How did Olmert get such lenient judges?
Brazil 2014, the finals of the World Cup in soccer, Spain against Argentina. Suddenly, the Spanish coach takes Xavi, Iniesta and the rest of the Barcelona players out of the line-up with the incredible explanation that all year long - in the league, the European Cup and the European Championship - they play alongside the greatest player of the generation, Messi. He knows them and they know him. With Messi playing for the Argentine national team in the World Cup, it is not fitting for them to play against him.
That, more or less, is the way the decision was made regarding which Supreme Court justices would hear the state's petition against former Prime Minister Ehud Olmert's acquittal in two of the three cases against him. Five justices - most if not all of whom ordinarily would have been included on the bench for such an important, intriguing case - were sifted out, not all of them voluntarily. They do not trust themselves, or someone else does not trust them, to do justice. The sifting-out could impact the final ruling.
Sometimes a victory, tie or loss is determined by the mix in the quality of the teams (the defense and the prosecution ), the case and the judges. It is an issue of personality and sometimes of venue. Ex-President Moshe Katsav's attorneys sought to have his trial held in Jerusalem or Be'er Sheva, considered relatively lenient courts, and not in Tel Aviv. They made as if they were asking for one of these venues for convenience's sake, saying it was because the accused lived in Kiryat Malachi and the witnesses in Jerusalem. Then-Supreme Court President Dorit Beinisch went so far as to measure the distances between the various points and proved that Tel Aviv was closer. By helicopter, groaned the frustrated attorney, as the crow flies, not on the road. Katsav's legal team claims to this day that their client would have received more Olmertian treatment had he been tried, like Olmert was, in Jerusalem.
In July, Nir Gontage reported on the news website Walla! that one of Olmert's three judges, Jacob Zaban, had not disclosed to the prosecution that his son, Yahil Zaban, was close friends with Dana Olmert, who was not only the daughter of the accused, but was allegedly one of the beneficiaries of flights through Rishon Tours, the subject of some of the charges against Olmert, and of which he was acquitted. Judge Zaban reported the matter to District Court President Moussia Arad, but left it up to her whether to tell the prosecution. Arad did not do so. Prosecutors may have considered the matter and not acted had this detail had been reported to them at the beginning of the trial; however, discussion on whether to ask for Zaban to be recused was not held at all because Arad kept the information to herself.
Now it is the background behind the choice of the judges in the state's petition in the Olmert case that is being concealed. According to the court spokeswoman: "The members of the bench were decided based on seniority. However, certain senior justices were not included in the expanded bench because of their acquaintance with individuals involved in the case, whether due to a position held or in another context."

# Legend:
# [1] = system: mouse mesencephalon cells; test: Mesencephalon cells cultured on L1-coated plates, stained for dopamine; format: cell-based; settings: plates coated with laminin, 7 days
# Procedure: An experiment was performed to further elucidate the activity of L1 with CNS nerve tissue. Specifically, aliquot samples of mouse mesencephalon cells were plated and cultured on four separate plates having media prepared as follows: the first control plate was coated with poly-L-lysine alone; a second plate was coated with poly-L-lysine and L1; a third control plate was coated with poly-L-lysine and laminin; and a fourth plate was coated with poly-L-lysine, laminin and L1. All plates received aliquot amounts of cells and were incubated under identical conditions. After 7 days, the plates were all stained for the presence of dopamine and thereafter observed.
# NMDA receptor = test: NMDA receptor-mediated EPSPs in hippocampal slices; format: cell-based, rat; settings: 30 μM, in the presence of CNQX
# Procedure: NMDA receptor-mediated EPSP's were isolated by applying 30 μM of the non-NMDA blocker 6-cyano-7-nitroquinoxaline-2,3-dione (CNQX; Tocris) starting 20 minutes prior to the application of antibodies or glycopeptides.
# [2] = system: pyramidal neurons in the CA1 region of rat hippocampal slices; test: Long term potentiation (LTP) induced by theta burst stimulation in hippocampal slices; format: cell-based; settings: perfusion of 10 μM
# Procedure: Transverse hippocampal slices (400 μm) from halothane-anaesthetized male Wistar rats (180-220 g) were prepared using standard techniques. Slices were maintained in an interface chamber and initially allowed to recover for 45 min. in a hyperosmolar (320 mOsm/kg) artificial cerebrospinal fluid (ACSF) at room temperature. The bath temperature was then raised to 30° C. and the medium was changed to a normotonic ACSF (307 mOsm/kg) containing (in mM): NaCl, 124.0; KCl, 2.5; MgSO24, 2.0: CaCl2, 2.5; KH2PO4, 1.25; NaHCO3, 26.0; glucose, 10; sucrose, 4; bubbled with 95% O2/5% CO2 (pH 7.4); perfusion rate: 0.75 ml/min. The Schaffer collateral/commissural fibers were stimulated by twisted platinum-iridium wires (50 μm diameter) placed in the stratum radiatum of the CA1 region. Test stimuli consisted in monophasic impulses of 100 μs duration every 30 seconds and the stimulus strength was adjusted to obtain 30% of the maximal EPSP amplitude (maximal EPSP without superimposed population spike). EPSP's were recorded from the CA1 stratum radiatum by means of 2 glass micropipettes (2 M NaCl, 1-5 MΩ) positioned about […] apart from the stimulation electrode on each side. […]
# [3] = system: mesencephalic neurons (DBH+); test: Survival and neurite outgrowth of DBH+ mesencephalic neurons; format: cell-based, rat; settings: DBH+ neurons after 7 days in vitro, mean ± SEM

Either explanation is surprising. Why should a previous position, for example state prosecutor or attorney general, disqualify a judge? (According to this logic, holders of these offices should not be appointed at all to the Supreme Court and thus we would not have had Meir Shamgar, Aharon Barak or Beinisch as justices. ) And what is this "other context" - the friendship of a Supreme Court justice with a district court judge, which could be compromised if the district court's opinion is overturned by the Supreme Court?
Supreme Court President Asher Grunis, who put the team together, placed himself at its head. According to seniority, alongside him on the bench in this case should be justices Miriam Naor, Edna Arbel, Elyakim Rubinstein and Salim Joubran. However, only Joubran survived the selection process. The next most senior justices, Esther Hayut and Hanan Melcer, were also excluded. The final panel does include two justices who spoke out strongly last week against public corruption and breach of trust, but the more senior bench is considered more severe. The decision in the state's petition in the Olmert case will be made by a relatively convenient bench for the former premier.
From Naor to Melcer, all five did not recuse themselves. Someone stood in the way of Arbel, who as state prosecutor had dealt with Olmert's previous imbroglios, although she did so more leniently than severely. In 2008 Arbel agreed to a hearing of the early testimony of Morris Talansky, the dubious star witness in the "cash envelopes" affair, of which Olmert was also acquitted Morris Talansky, but she shared the bench in that hearing with Joubran.
If the Supreme Court is concerned about the appearance of justice, it must stop hiding the reasons for its choice of judges. The decision of the bench at Olmert's next and possibly last trial pleads for transparency.
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